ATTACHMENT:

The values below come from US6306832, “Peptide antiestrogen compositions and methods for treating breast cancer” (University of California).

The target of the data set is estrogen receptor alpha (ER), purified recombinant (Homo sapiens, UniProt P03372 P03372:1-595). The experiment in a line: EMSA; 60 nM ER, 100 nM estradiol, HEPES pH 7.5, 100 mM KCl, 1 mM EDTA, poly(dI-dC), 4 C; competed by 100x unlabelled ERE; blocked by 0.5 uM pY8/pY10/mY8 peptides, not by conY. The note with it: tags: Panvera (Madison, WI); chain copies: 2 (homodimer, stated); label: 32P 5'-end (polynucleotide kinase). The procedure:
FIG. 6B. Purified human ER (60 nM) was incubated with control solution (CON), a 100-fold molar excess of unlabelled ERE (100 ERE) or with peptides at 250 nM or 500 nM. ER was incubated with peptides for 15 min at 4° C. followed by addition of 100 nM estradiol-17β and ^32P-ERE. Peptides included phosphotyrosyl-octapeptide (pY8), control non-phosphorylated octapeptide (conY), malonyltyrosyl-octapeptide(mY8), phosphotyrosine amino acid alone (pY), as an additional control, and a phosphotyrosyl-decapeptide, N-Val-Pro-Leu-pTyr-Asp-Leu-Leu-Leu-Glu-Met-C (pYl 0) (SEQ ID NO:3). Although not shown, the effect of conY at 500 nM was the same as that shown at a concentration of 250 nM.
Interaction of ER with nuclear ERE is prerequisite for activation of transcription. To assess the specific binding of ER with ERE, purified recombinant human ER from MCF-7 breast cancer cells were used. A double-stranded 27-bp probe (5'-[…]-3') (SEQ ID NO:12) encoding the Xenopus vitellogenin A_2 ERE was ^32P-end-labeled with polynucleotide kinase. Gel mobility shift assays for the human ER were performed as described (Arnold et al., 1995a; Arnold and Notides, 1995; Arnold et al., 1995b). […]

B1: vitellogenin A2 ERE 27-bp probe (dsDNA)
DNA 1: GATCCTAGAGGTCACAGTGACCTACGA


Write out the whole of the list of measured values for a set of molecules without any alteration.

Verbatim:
The values below come from US6306832, “Peptide antiestrogen compositions and methods for treating breast cancer” (University of California).

The target of the data set is estrogen receptor alpha (ER), purified recombinant (Homo sapiens, UniProt P03372 P03372:1-595). The experiment in a line: EMSA; 60 nM ER, 100 nM estradiol, HEPES pH 7.5, 100 mM KCl, 1 mM EDTA, poly(dI-dC), 4 C; competed by 100x unlabelled ERE; blocked by 0.5 uM pY8/pY10/mY8 peptides, not by conY. The note with it: tags: Panvera (Madison, WI); chain copies: 2 (homodimer, stated); label: 32P 5'-end (polynucleotide kinase). The procedure:
FIG. 6B. Purified human ER (60 nM) was incubated with control solution (CON), a 100-fold molar excess of unlabelled ERE (100 ERE) or with peptides at 250 nM or 500 nM. ER was incubated with peptides for 15 min at 4° C. followed by addition of 100 nM estradiol-17β and ^32P-ERE. Peptides included phosphotyrosyl-octapeptide (pY8), control non-phosphorylated octapeptide (conY), malonyltyrosyl-octapeptide(mY8), phosphotyrosine amino acid alone (pY), as an additional control, and a phosphotyrosyl-decapeptide, N-Val-Pro-Leu-pTyr-Asp-Leu-Leu-Leu-Glu-Met-C (pYl 0) (SEQ ID NO:3). Although not shown, the effect of conY at 500 nM was the same as that shown at a concentration of 250 nM.
Interaction of ER with nuclear ERE is prerequisite for activation of transcription. To assess the specific binding of ER with ERE, purified recombinant human ER from MCF-7 breast cancer cells were used. A double-stranded 27-bp probe (5'-[…]-3') (SEQ ID NO:12) encoding the Xenopus vitellogenin A_2 ERE was ^32P-end-labeled with polynucleotide kinase. Gel mobility shift assays for the human ER were performed as described (Arnold et al., 1995a; Arnold and Notides, 1995; Arnold et al., 1995b). […]

B1: vitellogenin A2 ERE 27-bp probe (dsDNA)
DNA 1: GATCCTAGAGGTCACAGTGACCTACGA